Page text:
After Taylor pleaded not guilty, attorneys representing him did not give opening statements Monday. It meant the jury heard largely from prosecutors on the first day of trial.

Prosecutors used maps, photos and screenshots of body-worn camera footage to walk jurors through the events leading up to Ramos’ death in their opening statements. The state is working to prove Ramos was not a threat to police or the public when he got in his car and attempted to flee a scene involving officers. Taylor fired three shots, killing him.

“He [Taylor] has made a decision. A critical decision to violate his training…That decision is that if the car moves at all he’s going to shoot,” the prosecution told the jury in opening statements.

First day: Witness video

The state’s first witness was Tavon Jefferson, a woman who lived in the south Austin apartment complex where Ramos was shot and killed. She told the jury she stepped outside to meet with members of her family and “was swarmed around with APD.”

Jefferson said Ramos was telling police he wouldn’t walk toward them — despite their commands — because they had guns pointed at him. She also said she did not believe Ramos had a gun and that she believed he had made that clear to police. Jefferson recorded some of the interaction.

A jury watched Jefferson’s cell phone video of the incident, which shows the moments leading up to the shooting of Ramos. After back and forth between officers and Ramos , police fire a bean bag round at Ramos, he then gets into a vehicle and starts to drive off when shots are fired.

After the shots are fired, Jefferson can be heard in the chaotic video continuously repeating the phrase “that’s wrong.” Jefferson told the jury she later walked around to the other side of her apartment complex building and saw Ramos’ body.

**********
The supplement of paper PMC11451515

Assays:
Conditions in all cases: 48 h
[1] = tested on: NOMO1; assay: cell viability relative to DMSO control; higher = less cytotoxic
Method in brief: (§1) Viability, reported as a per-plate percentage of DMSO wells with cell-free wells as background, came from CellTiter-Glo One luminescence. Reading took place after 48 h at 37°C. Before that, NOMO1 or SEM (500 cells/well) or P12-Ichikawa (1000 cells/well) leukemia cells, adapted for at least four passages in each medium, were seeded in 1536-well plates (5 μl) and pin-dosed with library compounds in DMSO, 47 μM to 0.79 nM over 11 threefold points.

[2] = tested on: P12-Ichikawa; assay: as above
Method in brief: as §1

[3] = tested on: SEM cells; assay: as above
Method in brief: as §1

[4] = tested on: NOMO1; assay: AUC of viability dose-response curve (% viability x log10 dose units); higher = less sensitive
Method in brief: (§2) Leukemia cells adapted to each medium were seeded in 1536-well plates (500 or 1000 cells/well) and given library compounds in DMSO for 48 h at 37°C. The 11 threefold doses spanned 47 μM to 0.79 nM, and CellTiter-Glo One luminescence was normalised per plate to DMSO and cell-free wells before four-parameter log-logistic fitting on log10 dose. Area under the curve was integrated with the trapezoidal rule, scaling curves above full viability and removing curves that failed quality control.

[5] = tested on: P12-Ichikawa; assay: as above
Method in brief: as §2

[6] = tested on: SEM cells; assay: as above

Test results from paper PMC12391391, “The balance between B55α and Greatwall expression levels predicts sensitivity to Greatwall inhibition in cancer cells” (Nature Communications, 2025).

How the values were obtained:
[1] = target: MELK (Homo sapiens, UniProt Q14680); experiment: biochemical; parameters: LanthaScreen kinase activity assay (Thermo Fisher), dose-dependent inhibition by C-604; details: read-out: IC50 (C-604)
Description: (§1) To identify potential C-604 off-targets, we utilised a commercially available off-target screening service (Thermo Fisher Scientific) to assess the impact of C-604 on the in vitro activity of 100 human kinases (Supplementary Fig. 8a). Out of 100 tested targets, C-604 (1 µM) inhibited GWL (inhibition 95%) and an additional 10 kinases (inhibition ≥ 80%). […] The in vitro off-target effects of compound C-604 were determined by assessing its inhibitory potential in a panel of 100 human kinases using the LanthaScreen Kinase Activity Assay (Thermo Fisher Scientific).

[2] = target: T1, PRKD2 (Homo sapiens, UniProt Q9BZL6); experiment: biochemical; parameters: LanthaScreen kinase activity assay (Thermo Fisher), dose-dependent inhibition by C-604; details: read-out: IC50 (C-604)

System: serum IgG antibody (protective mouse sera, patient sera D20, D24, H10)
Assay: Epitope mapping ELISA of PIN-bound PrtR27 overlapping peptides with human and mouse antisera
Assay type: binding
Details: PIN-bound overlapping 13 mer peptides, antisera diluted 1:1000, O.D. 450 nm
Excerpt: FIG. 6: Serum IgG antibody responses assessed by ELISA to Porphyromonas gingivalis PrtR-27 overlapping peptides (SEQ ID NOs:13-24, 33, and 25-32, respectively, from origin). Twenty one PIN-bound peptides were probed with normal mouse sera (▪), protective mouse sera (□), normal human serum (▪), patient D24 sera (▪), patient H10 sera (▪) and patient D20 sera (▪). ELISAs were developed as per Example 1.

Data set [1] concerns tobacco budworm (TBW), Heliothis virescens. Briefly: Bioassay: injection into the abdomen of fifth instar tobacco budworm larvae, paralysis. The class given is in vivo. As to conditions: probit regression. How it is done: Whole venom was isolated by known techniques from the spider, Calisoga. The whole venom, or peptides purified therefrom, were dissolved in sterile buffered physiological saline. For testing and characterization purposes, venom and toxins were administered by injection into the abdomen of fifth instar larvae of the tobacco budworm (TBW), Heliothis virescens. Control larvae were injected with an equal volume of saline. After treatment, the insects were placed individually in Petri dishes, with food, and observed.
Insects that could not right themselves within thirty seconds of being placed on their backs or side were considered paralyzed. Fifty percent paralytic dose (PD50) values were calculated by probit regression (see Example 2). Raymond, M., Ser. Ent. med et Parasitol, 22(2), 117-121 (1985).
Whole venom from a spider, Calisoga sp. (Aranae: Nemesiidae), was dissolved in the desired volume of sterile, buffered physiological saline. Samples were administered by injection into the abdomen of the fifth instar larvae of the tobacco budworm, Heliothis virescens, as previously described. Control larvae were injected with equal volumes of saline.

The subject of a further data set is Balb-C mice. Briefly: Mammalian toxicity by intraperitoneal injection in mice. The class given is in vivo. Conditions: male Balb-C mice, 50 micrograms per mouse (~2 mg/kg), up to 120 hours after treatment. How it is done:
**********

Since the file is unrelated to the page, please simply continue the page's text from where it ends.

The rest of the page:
First day: Early witnesses from prosecutors

The state briefly put Ramos’ sister on the stand. She detailed how she had spoken to her brother roughly a year prior to his death about his drug use. She said Ramos was working toward getting help, but didn’t know where to start. At that time prosecutors also showed photos of Ramos and his family to the jury.

The jury also heard from several Austin Police Department officers who interacted with Ramos in incidents prior to the one that resulted in his death, including an officer who put a “be on the lookout” or “BOLO” alert out on the car Ramos was driving when he was shot by Taylor.

They also briefly heard from a man who called 911 after seeing Ramos in his neighborhood. That man said his neighborhood Facebook group had frequently posted about Ramos, which alerted him to the possibility that Ramos was doing something illegal.

That 911 call led to an officer putting a BOLO alert out for Ramos’ car.

“I don’t think this person [Ramos] ever engaged with anyone, it was kind of in and out,” Ron Jackson said. He described the Facebook posts as pointing to Ramos for possible porch thefts in the area.

The jury also heard before the end of the day from a forensic scientist who specializes in the reconstruction of shootings out of Albuquerque.